What Proverbs and Ecclesiastes Have To Say About The Self Help Movement

Lady thinking about wisdom

Last year I really got into the self-help movement.

It came off the back of reading “The Seven Habits of Highly Effective People”* and realising all the good things that it said.

            
I took on board what they said.


It was the year that I was going to be fitter, healthier, and more productive than any time previously.

I was going to get up early.

I was going to exercise every day and be healthy.

I was going to utilise every productivity hack available and build the life I dreamed of.

I started off really well.

I was doing all of the above.

Then in early spring, I got Tonsilitis.

Then after that, I got another sickness. And another.

Then after that, I started to develop a pain in my foot.

Then after that, I was moved from the job that I loved.

Then after that, I developed a terrible virus that wiped out my energy for months.

Then, due to my illnesses, the church that I pastored was closed down.


The day I was diagnosed I got a sickness bug and spent that night and next day throwing up.

No amount of positive thinking, productivity hacks or self-help made a difference.

What The Book of Proverbs Has To Say About The Self-help Movement

Happy woman on a mountain top
Now don’t get me wrong. A lot of what the self-help movement has to say is great stuff.

Exercising regularly? Yep, that’s great for you.

Eating healthily? Yep, that’s also great.

Thinking positively? That’s really helpful.

Creating good habits in your life? Also really good.

I appreciate a lot of what the self-help movement says.

(There is also a lot of rubbish in the self-help movement. Try telling starving people in the midst of a famine that if they want something badly enough, and ask “the universe” for it, that “the universe” will gift it to them.)

The book of Proverbs in the Bible reads a lot like a self-help book.

It is full of practical wisdom.

The book of Proverbs claims:

“Whoever listens to me [wisdom] will live in safety and be at ease, without fear of harm” (Prov 1:33).

It states that God “holds success in store for the upright” (Prov 2:7).

It says that listening to wisdom “will prolong your life many years and bring you peace and prosperity” (Prov 3:1-2).

In other words, Proverbs claims that by following wisdom you will receive health, wealth, and a long life.

The exact claims that the self-help movement make.

And indeed they are right.

As mentioned earlier, the things that Proverbs and the self-help movement tell us to do are really good things.

They certainly make it more likely that we will receive good things (if that is what we want).

We are told, “do this and you will have a good life”.

But what happens when we follow this advice and things still go terribly wrong?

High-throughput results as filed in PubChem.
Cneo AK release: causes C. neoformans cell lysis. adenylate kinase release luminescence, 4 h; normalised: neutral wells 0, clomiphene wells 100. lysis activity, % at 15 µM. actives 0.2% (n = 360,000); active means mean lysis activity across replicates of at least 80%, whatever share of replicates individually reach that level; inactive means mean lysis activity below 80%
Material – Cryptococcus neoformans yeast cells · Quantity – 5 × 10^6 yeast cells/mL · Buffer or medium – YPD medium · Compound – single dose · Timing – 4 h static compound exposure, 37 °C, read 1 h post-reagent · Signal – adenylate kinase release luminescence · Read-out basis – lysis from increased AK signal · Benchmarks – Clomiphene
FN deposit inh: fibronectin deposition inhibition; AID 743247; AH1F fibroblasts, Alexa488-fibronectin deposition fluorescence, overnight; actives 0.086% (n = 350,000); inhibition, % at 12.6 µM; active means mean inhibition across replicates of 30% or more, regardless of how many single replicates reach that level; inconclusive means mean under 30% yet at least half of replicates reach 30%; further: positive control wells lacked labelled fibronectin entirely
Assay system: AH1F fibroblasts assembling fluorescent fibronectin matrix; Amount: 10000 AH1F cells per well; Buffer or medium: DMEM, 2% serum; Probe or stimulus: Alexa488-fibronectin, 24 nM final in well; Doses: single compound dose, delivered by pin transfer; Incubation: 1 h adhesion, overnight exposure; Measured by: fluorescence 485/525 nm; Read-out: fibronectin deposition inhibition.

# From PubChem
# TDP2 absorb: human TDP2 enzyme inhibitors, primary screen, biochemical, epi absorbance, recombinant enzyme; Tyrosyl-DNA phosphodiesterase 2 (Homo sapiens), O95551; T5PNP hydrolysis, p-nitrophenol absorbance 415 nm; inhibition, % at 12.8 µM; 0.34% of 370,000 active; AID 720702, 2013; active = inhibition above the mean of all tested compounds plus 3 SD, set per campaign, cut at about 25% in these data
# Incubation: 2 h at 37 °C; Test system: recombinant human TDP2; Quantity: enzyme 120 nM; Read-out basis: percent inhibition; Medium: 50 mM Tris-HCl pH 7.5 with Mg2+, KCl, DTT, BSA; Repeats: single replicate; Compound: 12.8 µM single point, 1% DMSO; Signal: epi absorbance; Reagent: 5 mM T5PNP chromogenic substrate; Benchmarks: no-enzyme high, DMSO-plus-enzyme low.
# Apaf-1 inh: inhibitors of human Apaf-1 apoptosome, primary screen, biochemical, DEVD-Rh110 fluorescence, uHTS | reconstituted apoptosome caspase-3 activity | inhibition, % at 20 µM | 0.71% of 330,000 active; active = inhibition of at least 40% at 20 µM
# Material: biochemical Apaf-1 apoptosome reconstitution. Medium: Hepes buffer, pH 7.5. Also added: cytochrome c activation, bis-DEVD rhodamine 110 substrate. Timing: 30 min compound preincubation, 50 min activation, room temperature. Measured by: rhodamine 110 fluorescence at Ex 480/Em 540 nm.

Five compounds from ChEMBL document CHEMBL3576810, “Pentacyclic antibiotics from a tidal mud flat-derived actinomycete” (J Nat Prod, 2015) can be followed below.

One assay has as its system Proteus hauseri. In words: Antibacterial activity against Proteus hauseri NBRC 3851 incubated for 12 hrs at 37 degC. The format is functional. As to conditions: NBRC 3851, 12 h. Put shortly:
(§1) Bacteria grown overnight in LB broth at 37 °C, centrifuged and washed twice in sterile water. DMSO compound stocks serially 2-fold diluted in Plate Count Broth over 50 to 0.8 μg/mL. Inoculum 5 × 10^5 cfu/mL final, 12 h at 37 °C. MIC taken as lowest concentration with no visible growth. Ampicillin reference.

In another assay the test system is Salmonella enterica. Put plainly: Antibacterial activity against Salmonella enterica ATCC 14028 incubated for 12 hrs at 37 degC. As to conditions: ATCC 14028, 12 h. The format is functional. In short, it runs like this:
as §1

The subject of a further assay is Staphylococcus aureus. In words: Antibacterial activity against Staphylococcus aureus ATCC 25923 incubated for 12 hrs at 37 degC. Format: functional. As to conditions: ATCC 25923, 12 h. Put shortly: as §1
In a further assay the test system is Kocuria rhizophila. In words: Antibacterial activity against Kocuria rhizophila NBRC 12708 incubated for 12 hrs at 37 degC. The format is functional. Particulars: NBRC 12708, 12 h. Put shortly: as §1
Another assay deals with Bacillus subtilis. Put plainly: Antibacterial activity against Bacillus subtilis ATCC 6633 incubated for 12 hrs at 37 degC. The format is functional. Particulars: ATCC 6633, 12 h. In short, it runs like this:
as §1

This is where Ecclesiastes comes in.

What Ecclesiastes Has To Say About The Self Help Movement

Sad woman
The book of Ecclesiastes is another book in the Bible and stands alongside Proverbs in the category of “Wisdom Literature”.

The opening words of Ecclesiastes speak volumes:

“Meaningless! Meaningless!... Everything is meaningless” (Ecc 1:2)

The teacher then goes on to say that with wisdom comes much sorrow, with more knowledge, comes more grief (Ecc 1:18).

This theme culminates in Ecclesiastes 9:11

“I have seen something else under the sun: The race is not to the swift or the battle to the strong, nor does food come to the wise or wealth to the brilliant or favour to the learned; but time and chance happen to them all.”

The book of Ecclesiastes stands in direct contrast to the wisdom offered in Proverbs.

It stands as a counterbalance.

When Proverbs claims “do these things and you will have a good life”, Ecclesiastes says “but there are no guarantees, nothing is certain.

Conclusion

The self-help movement needs an Ecclesiastes.

It needs something that clearly states that all the healthy eating, exercise, productivity and positive thinking doesn’t necessarily lead to a better life.

It needs something that says that you can do all these things and still have everything go wrong, and that’s life.

The wisdom of Ecclesiastes is to acknowledge that everything we have is a gift. It is the gratitude of what is in our hands at that moment, and our relationship with God that makes a life worth living.

May we acknowledge the dual wisdom of Proverbs and Ecclesiastes. May we learn to hold both of them with open hands. And may walk with grateful hearts into whatever the future holds.

If you would like to look into the wisdom literature in more detail then I highly recommend this video series by the Bible Project.

*Please note that any book links in this article are affiliate links*.
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